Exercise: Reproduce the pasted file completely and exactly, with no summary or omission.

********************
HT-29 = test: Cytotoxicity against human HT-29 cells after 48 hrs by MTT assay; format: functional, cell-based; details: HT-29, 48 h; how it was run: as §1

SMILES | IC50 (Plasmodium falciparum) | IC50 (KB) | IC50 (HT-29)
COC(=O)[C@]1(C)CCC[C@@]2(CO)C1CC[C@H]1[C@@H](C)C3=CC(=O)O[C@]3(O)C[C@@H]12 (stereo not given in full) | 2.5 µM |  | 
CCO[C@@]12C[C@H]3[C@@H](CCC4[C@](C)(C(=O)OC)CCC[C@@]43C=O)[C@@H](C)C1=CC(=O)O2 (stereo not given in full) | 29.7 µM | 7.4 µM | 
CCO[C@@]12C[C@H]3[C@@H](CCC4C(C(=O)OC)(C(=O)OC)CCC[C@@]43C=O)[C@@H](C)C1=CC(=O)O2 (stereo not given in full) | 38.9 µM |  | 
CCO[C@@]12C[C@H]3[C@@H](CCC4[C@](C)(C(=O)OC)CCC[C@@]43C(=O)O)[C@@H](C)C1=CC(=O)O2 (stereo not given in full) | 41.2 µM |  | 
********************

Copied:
HT-29 = test: Cytotoxicity against human HT-29 cells after 48 hrs by MTT assay; format: functional, cell-based; details: HT-29, 48 h; how it was run: as §1

SMILES | IC50 (Plasmodium falciparum) | IC50 (KB) | IC50 (HT-29)
COC(=O)[C@]1(C)CCC[C@@]2(CO)C1CC[C@H]1[C@@H](C)C3=CC(=O)O[C@]3(O)C[C@@H]12 (stereo not given in full) | 2.5 µM |  | 
CCO[C@@]12C[C@H]3[C@@H](CCC4[C@](C)(C(=O)OC)CCC[C@@]43C=O)[C@@H](C)C1=CC(=O)O2 (stereo not given in full) | 29.7 µM | 7.4 µM | 
CCO[C@@]12C[C@H]3[C@@H](CCC4C(C(=O)OC)(C(=O)OC)CCC[C@@]43C=O)[C@@H](C)C1=CC(=O)O2 (stereo not given in full) | 38.9 µM |  | 
CCO[C@@]12C[C@H]3[C@@H](CCC4[C@](C)(C(=O)OC)CCC[C@@]43C(=O)O)[C@@H](C)C1=CC(=O)O2 (stereo not given in full) | 41.2 µM |  | 